Wife framed as a cocaine dealer

The Sunday Telegraph - Alasdair Palmer

17th December 2000

“Even now, I still can’t believe it all happened, that the man I was married to did all those things.” Kim James is a hard-working, non-drinking, non-smoking 29-year-old mother. A former model who now works as an aerobics instructor, she is bringing up her two-year-old son, Daniel, on her own. She shakes her head in disbelief as she ponders the events of the past year. “It is a complete mystery to me how my husband changed. I just can’t work it out at all . . .”

Her shock and bewilderment is understandable. Last Thursday, Simon James, Kim’s 34-year-old estranged husband, was convicted of conspiring to pervert the course of justice. In the summer of 1999, he had plotted, with Jonathan Rees, a private investigator, to have his wife arrested as a drug dealer. Rees had persuaded a corrupt police officer to fabricate an ‘intelligence report’ claiming that one of his informants had told him that Kim James was a cocaine dealer. He had her car broken into, and cocaine planted in it.

In response to the intelligence report, police officers duly searched Kim James’s flat and car on the night of June 15, 1999. They found several sachets of white powder in her car. She was arrested for ‘possession of cocaine with intent to supply’ - an offence that carries a mandatory sentence of seven years’ imprisonment. Kim, innocent, was faced not just with the horror of jail, but permanent separation from her son.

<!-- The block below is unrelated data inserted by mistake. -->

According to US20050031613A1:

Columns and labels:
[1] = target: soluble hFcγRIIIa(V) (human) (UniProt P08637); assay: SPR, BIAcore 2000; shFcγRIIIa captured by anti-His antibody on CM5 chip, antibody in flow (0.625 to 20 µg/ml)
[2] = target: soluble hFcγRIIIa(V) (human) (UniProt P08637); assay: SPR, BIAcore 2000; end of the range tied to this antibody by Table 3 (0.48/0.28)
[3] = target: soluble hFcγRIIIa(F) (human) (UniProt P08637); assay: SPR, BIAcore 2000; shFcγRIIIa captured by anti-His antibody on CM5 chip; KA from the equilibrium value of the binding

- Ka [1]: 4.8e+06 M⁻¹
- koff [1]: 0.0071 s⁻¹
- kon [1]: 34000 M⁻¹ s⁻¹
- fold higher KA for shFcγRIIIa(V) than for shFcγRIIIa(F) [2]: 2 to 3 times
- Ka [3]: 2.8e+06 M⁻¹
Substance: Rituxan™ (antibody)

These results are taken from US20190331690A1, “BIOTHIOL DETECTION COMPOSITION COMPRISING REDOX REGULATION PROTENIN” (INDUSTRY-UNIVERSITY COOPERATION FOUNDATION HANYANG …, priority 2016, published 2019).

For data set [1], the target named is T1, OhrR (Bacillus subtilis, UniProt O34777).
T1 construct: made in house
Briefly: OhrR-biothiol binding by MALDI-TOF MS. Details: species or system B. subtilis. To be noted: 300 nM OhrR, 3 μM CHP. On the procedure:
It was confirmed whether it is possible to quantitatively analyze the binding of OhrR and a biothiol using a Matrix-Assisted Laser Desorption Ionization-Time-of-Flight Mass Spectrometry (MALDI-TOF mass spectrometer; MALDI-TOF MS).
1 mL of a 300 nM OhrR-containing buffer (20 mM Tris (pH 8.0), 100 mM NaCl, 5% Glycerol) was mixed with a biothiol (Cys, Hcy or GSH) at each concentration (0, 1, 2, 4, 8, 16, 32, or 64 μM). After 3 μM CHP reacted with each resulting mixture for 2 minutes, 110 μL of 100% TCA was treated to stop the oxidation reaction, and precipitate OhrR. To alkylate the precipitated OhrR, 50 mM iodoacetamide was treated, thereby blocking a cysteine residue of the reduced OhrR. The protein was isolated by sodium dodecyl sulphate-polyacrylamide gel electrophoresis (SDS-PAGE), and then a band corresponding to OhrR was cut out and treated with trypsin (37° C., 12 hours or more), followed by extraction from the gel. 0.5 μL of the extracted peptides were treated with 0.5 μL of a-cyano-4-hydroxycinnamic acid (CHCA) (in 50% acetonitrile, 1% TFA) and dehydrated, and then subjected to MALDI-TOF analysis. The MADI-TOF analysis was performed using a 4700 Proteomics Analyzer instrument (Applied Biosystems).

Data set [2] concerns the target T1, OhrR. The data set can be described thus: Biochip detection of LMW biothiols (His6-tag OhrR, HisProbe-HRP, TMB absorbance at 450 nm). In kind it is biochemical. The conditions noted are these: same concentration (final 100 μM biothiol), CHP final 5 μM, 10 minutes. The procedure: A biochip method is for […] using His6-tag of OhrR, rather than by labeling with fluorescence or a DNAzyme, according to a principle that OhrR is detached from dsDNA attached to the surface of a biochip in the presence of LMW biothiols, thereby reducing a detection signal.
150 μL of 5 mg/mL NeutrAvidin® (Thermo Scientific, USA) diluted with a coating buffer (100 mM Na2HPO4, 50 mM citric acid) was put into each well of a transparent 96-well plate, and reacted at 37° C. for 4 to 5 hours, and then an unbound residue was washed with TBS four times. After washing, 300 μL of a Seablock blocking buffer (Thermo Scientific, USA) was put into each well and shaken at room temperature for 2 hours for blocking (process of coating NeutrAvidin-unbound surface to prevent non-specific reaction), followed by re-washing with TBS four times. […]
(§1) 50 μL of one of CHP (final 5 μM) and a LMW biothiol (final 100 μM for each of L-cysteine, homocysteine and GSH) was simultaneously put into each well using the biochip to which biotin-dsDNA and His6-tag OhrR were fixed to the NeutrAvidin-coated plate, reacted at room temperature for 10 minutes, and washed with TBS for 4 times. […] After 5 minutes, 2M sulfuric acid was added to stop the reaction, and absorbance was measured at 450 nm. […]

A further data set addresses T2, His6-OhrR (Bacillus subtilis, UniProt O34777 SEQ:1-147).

“It was,” she remembers, “the most awful thing imaginable - a terrifying nightmare in which I was trapped. I knew my husband must have been behind it, but I had no idea of how I could prove it and demonstrate that I was innocent. I was absolutely petrified of what would happen.”

What is most shocking about the case is how astonishingly easy it was for Simon James to engineer his wife’s arrest. He was angry about her decision to reduce his weekly contact with Daniel from three days to one. His response was to try to ensure that she was sent to prison for seven years and denied all contact with their child. He came appallingly close to succeeding.

On May 6, 1999, he walked into the offices of Law and Commercial, a private investigative agency in south London. Jonathan Rees was one of the firm’s two directors. James explained to Rees that he wanted custody of his son, but his lawyer had advised him that the courts would not award it to him - they would uphold his wife’s right to be the primary carer. He was sure, he said, that his wife was not fit to be a mother and could not be trusted to look after his son properly. How could he get the courts to agree with him?

Rees would eventually suggest a simple way to solve that apparently intractable problem: they could frame Kim as a cocaine dealer. He could arrange for the drug to be planted in her car and, through his police contacts, he could ensure that she would be searched and the drug found. She would go to prison - and, even if she did not, no judge in the country would allow his son to be looked after by a drug dealer. The cost of destroying his wife’s life would be £8,500.

Austin Warnes, a 37-year-old detective constable from the CID based at Bexleyheath Police Station, was offered £1,500 to plant a false report in the police crime computer. He readily accepted. The sum seems absurd: for a paltry £1,500, Warnes was willing not only to corrupt and pervert justice by implicating a young mother in a crime of which he knew she was innocent, but also to jeopardise his own career and risk a lengthy spell in prison - a particularly uncomfortable place for a police officer.

Despite the fact that the Met is determined to root out corruption and the Commissioner insists that there will be “no hiding place” for corrupt officers, Warnes was willing to run so great a risk for so small a reward. It is evidence of how confident he was that he would not be caught. A career police officer with two commendations from the Metropolitan Police for his “excellent” work, it is difficult to believe that it was the first time Austin Warnes had been involved in planting false intelligence into the crime computer.